I am generally fascinated by institutional structure, economically and politically (the name of this site as a whole is a reference to the late Douglass North). So I’ve often been captured by political scientists and economists who write heavily in the field. In graduate school, I read a work by James Robinson, Daron Acemoglu, and Simon Johnson on the economic and political institutions of Botswana which then led to greater curiosity and my purchase of this book.
Vaughan analyzes institutional development in Botswana, examining the role of kgosis (chiefs) in pre-colonial, colonial, and post-independence periods. This careful study thrives in its analysis of the interplay between traditional and more modern institutions and follows how kgosis have retained significant influence in spite of their formal power waning.
One particularly interesting section comes from Vaughan’s description of kgosis arguing against the Chieftanship Law of 1970. This law further diminished the power of chiefs by allowing the President to depose kgosis under certain circumstances. Kgosis opposed the law arguing that it was not constitutional. However, in using the constitution to make an argument for their power, they were almost reinforcing the modern institution. While the book’s analysis is rich in its own right, Vaughan’s description of political events raises countless questions the reader will want to engage in.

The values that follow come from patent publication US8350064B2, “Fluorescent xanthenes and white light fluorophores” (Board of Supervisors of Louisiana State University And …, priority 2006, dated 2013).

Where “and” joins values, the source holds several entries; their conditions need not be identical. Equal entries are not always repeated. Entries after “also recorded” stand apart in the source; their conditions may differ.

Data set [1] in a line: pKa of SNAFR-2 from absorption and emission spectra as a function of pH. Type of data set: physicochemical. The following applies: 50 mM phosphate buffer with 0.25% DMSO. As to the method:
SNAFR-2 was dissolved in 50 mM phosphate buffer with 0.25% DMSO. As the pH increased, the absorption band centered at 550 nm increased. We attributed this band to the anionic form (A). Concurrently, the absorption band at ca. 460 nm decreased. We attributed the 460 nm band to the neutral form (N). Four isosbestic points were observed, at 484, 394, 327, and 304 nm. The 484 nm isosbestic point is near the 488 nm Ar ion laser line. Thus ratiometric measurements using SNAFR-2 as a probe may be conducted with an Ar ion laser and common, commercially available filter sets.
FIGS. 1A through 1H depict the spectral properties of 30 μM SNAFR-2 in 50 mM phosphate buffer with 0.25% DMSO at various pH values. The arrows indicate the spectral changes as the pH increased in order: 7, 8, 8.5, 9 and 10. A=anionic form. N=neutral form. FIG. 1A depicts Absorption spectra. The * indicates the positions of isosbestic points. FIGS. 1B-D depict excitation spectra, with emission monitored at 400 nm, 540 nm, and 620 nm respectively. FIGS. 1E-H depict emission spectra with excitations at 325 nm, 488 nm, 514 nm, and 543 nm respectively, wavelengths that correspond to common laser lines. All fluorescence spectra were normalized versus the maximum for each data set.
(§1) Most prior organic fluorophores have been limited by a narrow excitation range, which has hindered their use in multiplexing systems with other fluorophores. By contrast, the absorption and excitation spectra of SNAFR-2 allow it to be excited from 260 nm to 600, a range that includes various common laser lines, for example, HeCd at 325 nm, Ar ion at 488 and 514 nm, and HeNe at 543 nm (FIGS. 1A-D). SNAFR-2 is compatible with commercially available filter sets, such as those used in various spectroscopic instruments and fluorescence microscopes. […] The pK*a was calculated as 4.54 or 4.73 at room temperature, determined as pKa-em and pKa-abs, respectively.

Concepts like legitimacy, institutions, formal vs. informal power, path dependence, modernization, tradition vs. liberalism, colonization, and political theory feature heavily in this book. Readers interested in any of those themes more broadly will be inspired to take a deeper dive into those topics after finishing the work. Additionally, it leaves no doubt as to why many scholars have tried to study Botswana in economic or political case studies (i.e. Acemoglu & Robinson; Mamdani). Fortunately, this is not Vaughan’s only book on political institutions, and I will definitely consult his work further.